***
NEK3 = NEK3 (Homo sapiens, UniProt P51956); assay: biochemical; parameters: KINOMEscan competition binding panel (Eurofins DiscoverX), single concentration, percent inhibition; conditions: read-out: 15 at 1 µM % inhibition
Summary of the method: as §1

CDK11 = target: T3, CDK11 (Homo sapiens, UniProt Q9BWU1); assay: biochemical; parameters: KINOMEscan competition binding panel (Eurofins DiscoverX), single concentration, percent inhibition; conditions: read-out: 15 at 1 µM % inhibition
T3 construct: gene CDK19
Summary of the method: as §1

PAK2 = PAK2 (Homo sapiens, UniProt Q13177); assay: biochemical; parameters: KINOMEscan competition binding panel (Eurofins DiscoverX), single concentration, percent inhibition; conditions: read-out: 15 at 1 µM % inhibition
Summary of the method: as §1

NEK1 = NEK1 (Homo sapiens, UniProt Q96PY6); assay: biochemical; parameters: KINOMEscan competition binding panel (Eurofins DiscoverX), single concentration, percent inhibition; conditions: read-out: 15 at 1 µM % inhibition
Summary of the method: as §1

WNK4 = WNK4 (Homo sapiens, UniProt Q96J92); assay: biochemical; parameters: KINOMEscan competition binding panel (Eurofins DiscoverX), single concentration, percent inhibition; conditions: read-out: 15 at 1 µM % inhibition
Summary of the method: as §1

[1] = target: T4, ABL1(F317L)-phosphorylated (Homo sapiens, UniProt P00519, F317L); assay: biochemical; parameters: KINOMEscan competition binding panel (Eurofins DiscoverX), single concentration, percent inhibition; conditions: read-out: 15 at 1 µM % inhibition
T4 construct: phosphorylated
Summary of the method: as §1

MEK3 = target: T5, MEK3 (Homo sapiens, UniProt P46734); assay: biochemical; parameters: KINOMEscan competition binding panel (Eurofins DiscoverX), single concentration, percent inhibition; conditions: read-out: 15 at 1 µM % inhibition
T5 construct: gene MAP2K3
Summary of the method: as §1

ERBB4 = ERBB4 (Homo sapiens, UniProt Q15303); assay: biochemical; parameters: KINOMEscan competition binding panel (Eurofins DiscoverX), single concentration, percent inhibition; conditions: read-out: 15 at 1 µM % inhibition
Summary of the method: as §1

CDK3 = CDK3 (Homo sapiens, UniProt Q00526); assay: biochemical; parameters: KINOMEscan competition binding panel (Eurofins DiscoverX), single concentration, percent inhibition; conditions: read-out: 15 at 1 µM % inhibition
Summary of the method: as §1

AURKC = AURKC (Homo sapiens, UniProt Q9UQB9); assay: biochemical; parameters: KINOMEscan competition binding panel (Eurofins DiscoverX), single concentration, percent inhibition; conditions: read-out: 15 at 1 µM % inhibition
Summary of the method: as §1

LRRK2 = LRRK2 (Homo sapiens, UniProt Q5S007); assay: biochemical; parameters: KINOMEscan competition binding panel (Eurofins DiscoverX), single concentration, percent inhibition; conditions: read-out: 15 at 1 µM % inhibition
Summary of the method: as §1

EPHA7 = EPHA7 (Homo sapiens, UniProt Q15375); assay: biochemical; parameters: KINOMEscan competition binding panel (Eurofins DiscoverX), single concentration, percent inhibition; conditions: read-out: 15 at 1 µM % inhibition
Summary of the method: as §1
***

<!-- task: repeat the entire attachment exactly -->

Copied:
NEK3 = NEK3 (Homo sapiens, UniProt P51956); assay: biochemical; parameters: KINOMEscan competition binding panel (Eurofins DiscoverX), single concentration, percent inhibition; conditions: read-out: 15 at 1 µM % inhibition
Summary of the method: as §1

CDK11 = target: T3, CDK11 (Homo sapiens, UniProt Q9BWU1); assay: biochemical; parameters: KINOMEscan competition binding panel (Eurofins DiscoverX), single concentration, percent inhibition; conditions: read-out: 15 at 1 µM % inhibition
T3 construct: gene CDK19
Summary of the method: as §1

PAK2 = PAK2 (Homo sapiens, UniProt Q13177); assay: biochemical; parameters: KINOMEscan competition binding panel (Eurofins DiscoverX), single concentration, percent inhibition; conditions: read-out: 15 at 1 µM % inhibition
Summary of the method: as §1

NEK1 = NEK1 (Homo sapiens, UniProt Q96PY6); assay: biochemical; parameters: KINOMEscan competition binding panel (Eurofins DiscoverX), single concentration, percent inhibition; conditions: read-out: 15 at 1 µM % inhibition
Summary of the method: as §1

WNK4 = WNK4 (Homo sapiens, UniProt Q96J92); assay: biochemical; parameters: KINOMEscan competition binding panel (Eurofins DiscoverX), single concentration, percent inhibition; conditions: read-out: 15 at 1 µM % inhibition
Summary of the method: as §1

[1] = target: T4, ABL1(F317L)-phosphorylated (Homo sapiens, UniProt P00519, F317L); assay: biochemical; parameters: KINOMEscan competition binding panel (Eurofins DiscoverX), single concentration, percent inhibition; conditions: read-out: 15 at 1 µM % inhibition
T4 construct: phosphorylated
Summary of the method: as §1

MEK3 = target: T5, MEK3 (Homo sapiens, UniProt P46734); assay: biochemical; parameters: KINOMEscan competition binding panel (Eurofins DiscoverX), single concentration, percent inhibition; conditions: read-out: 15 at 1 µM % inhibition
T5 construct: gene MAP2K3
Summary of the method: as §1

ERBB4 = ERBB4 (Homo sapiens, UniProt Q15303); assay: biochemical; parameters: KINOMEscan competition binding panel (Eurofins DiscoverX), single concentration, percent inhibition; conditions: read-out: 15 at 1 µM % inhibition
Summary of the method: as §1

CDK3 = CDK3 (Homo sapiens, UniProt Q00526); assay: biochemical; parameters: KINOMEscan competition binding panel (Eurofins DiscoverX), single concentration, percent inhibition; conditions: read-out: 15 at 1 µM % inhibition
Summary of the method: as §1

AURKC = AURKC (Homo sapiens, UniProt Q9UQB9); assay: biochemical; parameters: KINOMEscan competition binding panel (Eurofins DiscoverX), single concentration, percent inhibition; conditions: read-out: 15 at 1 µM % inhibition
Summary of the method: as §1

LRRK2 = LRRK2 (Homo sapiens, UniProt Q5S007); assay: biochemical; parameters: KINOMEscan competition binding panel (Eurofins DiscoverX), single concentration, percent inhibition; conditions: read-out: 15 at 1 µM % inhibition
Summary of the method: as §1

EPHA7 = EPHA7 (Homo sapiens, UniProt Q15375); assay: biochemical; parameters: KINOMEscan competition binding panel (Eurofins DiscoverX), single concentration, percent inhibition; conditions: read-out: 15 at 1 µM % inhibition
Summary of the method: as §1